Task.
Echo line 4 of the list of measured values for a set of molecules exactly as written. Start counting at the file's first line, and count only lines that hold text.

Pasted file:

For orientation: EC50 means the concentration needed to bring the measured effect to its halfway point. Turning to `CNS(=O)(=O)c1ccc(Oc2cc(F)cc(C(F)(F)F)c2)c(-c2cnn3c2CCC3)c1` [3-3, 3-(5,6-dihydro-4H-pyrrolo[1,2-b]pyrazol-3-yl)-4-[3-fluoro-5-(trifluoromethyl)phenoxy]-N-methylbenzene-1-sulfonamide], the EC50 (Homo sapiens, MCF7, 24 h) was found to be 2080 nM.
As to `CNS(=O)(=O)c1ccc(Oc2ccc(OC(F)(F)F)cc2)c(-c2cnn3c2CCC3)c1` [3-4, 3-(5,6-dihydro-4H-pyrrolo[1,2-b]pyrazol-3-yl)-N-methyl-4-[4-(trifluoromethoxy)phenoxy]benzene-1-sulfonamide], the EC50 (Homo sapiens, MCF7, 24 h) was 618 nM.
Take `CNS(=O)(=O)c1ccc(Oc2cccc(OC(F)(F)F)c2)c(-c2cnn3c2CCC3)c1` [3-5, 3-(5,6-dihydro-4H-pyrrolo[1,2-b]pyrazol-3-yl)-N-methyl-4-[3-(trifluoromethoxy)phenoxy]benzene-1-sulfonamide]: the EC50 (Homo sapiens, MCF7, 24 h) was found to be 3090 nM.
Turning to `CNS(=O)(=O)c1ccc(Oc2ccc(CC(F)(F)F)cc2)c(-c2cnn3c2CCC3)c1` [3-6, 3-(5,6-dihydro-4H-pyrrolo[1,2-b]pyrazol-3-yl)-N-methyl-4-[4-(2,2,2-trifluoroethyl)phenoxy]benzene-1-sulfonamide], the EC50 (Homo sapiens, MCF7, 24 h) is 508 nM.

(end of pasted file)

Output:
Turning to `CNS(=O)(=O)c1ccc(Oc2ccc(CC(F)(F)F)cc2)c(-c2cnn3c2CCC3)c1` [3-6, 3-(5,6-dihydro-4H-pyrrolo[1,2-b]pyrazol-3-yl)-N-methyl-4-[4-(2,2,2-trifluoroethyl)phenoxy]benzene-1-sulfonamide], the EC50 (Homo sapiens, MCF7, 24 h) is 508 nM.